2019 GMC Acadia vs. 2019 Toyota Sienna

Detailed Review, Specifications & Comparison

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Safety

In the past twenty years hundreds of infants and young children have died after being left in vehicles, usually by accident. When turning the vehicle off, drivers of the Acadia are reminded to check the back seat if they opened the rear door before starting out. The Sienna doesn’t offer a back seat reminder.

The Acadia has a standard front seat center airbag, which deploys between the driver and front passenger, protecting them from injuries caused by striking each other in serious side impacts. The Sienna doesn’t offer front seat center airbags.

The Insurance Institute for Highway Safety tests front crash prevention systems. With a score of 6 points, IIHS rates the Forward Automatic Braking optional in the Acadia as “Superior.” The Sienna scores only 3 points and is rated only “Advanced.”

Both the Acadia and the Sienna have standard driver and passenger frontal airbags, front side-impact airbags, driver knee airbags, side-impact head airbags, front seatbelt pretensioners, front-wheel drive, plastic fuel tanks, four-wheel antilock brakes, traction control, electronic stability systems to prevent skidding, daytime running lights, rearview cameras, available all-wheel drive, lane departure warning systems, blind spot warning systems, around view monitors and rear cross-path warning.

The National Highway Traffic Safety Administration does 35 MPH front crash tests on new vehicles. In this test, results indicate that the GMC Acadia is safer than the Toyota Sienna:

 

Acadia

Sienna

OVERALL STARS

5 Stars

4 Stars

 

Driver

STARS

5 Stars

5 Stars

HIC

138

201

Neck Injury Risk

22%

27%

Neck Stress

162 lbs.

260 lbs.

Neck Compression

16 lbs.

50 lbs.

Leg Forces (l/r)

112/392 lbs.

330/307 lbs.

 

Passenger

STARS

4 Stars

4 Stars

HIC

403

413

Neck Stress

152 lbs.

218 lbs.

Leg Forces (l/r)

10/95 lbs.

604/305 lbs.

New test not comparable to pre-2011 test results. More stars = Better. Lower test results = Better.

A significantly tougher test than their original offset frontal crash test, the Insurance Institute for Highway Safety does 40 MPH small overlap frontal offset crash tests. In this test, where only 25% of the total width of the vehicle is struck, results indicate that the GMC Acadia is safer than the Sienna:

 

Acadia

Sienna

Overall Evaluation

GOOD

ACCEPTABLE

Restraints

GOOD

ACCEPTABLE

Head Neck Evaluation

GOOD

GOOD

Peak Head Forces

0 G’s

0 G’s

Steering Column Movement Rearward

0 cm

5 cm

Chest Evaluation

GOOD

GOOD

Max Chest Compression

19 cm

24 cm

Hip & Thigh Evaluation

GOOD

GOOD

Femur Force R/L

.2/.1 kN

4.3/.9 kN

Hip & Thigh Injury Risk R/L

0%/0%

2%/0%

Lower Leg Evaluation

GOOD

GOOD

Tibia forces R/L

.9/.9 kN

1.1/2.4 kN

The National Highway Traffic Safety Administration does side impact tests on new vehicles. In this test, which crashes the vehicle into a flat barrier at 38.5 MPH and into a post at 20 MPH, results indicate that the GMC Acadia is safer than the Toyota Sienna:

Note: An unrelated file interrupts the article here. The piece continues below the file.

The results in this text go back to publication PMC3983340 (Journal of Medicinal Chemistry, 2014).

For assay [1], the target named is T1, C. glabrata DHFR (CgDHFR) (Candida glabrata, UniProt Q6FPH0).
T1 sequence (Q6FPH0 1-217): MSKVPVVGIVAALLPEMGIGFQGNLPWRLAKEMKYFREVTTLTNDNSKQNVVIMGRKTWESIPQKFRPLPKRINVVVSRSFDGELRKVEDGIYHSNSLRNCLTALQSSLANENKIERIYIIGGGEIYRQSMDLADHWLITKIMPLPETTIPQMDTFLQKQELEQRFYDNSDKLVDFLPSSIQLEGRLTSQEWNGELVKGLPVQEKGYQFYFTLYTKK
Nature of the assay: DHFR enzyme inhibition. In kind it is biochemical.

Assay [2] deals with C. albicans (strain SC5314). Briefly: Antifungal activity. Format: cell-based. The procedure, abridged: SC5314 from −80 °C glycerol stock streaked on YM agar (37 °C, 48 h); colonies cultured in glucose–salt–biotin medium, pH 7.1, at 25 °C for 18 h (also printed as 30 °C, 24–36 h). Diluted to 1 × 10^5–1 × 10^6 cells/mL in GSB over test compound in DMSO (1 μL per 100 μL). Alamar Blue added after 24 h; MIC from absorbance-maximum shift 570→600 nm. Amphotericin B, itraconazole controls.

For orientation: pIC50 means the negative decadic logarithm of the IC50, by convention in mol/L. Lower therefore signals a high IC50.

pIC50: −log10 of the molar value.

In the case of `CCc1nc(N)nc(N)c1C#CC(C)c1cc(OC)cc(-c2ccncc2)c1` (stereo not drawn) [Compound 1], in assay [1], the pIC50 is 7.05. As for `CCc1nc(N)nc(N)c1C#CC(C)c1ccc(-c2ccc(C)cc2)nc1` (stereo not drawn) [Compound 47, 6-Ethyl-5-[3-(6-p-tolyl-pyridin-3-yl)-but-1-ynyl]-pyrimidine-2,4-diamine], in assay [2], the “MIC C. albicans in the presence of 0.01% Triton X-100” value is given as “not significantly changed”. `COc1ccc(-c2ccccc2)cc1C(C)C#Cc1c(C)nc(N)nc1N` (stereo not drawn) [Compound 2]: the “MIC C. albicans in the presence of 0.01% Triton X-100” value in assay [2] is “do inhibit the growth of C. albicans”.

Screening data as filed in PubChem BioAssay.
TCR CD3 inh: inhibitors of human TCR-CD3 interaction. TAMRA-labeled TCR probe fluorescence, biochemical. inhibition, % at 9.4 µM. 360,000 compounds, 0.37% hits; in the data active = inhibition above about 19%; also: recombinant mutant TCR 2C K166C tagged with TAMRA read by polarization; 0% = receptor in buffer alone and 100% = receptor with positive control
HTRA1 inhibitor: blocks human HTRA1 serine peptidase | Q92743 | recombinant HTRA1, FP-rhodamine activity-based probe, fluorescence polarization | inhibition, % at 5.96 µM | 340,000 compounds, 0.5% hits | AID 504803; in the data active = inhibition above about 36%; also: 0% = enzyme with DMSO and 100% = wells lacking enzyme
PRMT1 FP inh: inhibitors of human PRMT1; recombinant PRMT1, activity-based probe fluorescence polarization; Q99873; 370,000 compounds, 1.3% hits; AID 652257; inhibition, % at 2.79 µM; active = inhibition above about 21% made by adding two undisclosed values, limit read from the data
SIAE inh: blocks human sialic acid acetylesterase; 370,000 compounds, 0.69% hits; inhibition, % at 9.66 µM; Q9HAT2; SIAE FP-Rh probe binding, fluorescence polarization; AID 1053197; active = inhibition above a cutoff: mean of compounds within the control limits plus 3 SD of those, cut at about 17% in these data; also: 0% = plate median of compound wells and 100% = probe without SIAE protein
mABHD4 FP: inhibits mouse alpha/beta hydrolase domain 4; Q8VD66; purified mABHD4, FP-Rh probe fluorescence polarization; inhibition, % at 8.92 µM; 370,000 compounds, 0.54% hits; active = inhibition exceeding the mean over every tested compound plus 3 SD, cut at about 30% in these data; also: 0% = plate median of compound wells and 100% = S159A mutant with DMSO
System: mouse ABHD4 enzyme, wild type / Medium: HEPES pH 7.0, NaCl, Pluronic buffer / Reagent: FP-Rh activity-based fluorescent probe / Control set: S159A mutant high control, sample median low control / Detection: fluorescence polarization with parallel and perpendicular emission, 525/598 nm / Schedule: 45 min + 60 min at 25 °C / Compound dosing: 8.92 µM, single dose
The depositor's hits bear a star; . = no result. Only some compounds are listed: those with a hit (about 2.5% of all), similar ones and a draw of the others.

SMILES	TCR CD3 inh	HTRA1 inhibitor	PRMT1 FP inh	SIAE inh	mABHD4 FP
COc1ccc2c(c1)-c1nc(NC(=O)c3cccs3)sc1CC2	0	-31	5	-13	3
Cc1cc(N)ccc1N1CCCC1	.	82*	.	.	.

Acadia

Sienna

 

Front Seat

STARS

5 Stars

5 Stars

Hip Force

253 lbs.

391 lbs.

 

Rear Seat

STARS

5 Stars

5 Stars

Spine Acceleration

42 G’s

52 G’s

 

Into Pole

STARS

5 Stars

5 Stars

Max Damage Depth

14 inches

17 inches

HIC

319

404

Spine Acceleration

33 G’s

33 G’s

New test not comparable to pre-2011 test results. More stars = Better. Lower test results = Better.

For its top level performance in all IIHS frontal, side, rear impact and roof-crush tests, and with its optional front crash prevention system, the Insurance Institute for Highway Safety grants the Acadia the rating of “Top Pick” for 2017, a rating granted to only 154 vehicles tested by the IIHS. The Sienna was not even a “Top Pick” for 2016.

Warranty

The Acadia’s corrosion warranty is 1 year longer than the Sienna’s (6 vs. 5 years).

There are over 38 percent more GMC dealers than there are Toyota dealers, which makes it easier should you ever need service under the Acadia’s warranty.

Reliability

To reliably start during all conditions and help handle large electrical loads, the Acadia has a standard 660-amp battery. The Sienna’s 582-amp battery isn’t as powerful.

Engine

The Acadia’s optional 3.6 DOHC V6 produces 14 more horsepower (310 vs. 296) and 8 lbs.-ft. more torque (271 vs. 263) than the Sienna’s 3.5 DOHC V6.

As tested in Car and Driver the GMC Acadia V6 is faster than the Toyota Sienna:

 

Acadia

Sienna

Zero to 30 MPH

2.2 sec

2.5 sec

Zero to 60 MPH

6.1 sec

6.9 sec

Zero to 100 MPH

17.2 sec

18.1 sec

5 to 60 MPH Rolling Start

6.4 sec

7.1 sec

Passing 30 to 50 MPH

3.3 sec

3.7 sec

Passing 50 to 70 MPH

4.8 sec

5.2 sec

Quarter Mile

15 sec

15.4 sec

Speed in 1/4 Mile

94 MPH

93 MPH

Top Speed

131 MPH

112 MPH

Fuel Economy and Range

In heavy traffic or at stoplights the Acadia 4 cyl.’s engine automatically turns off when the vehicle is stopped, saving fuel and reducing pollution. The engine is automatically restarted when the driver gets ready to move again. (Start/Stop isn’t accounted in present EPA fuel mileage tests.) The Sienna doesn’t offer an automatic engine start/stop system.

The Acadia AWD’s standard fuel tank has 1.7 gallons more fuel capacity than the Sienna (21.7 vs. 20 gallons).

The Acadia has a standard cap-less fueling system. The fuel filler is automatically opened when the fuel nozzle is inserted and automatically closed when it’s removed. This eliminates the need to unscrew and replace the cap and it reduces fuel evaporation, which causes pollution. The Sienna doesn’t offer a cap-less fueling system.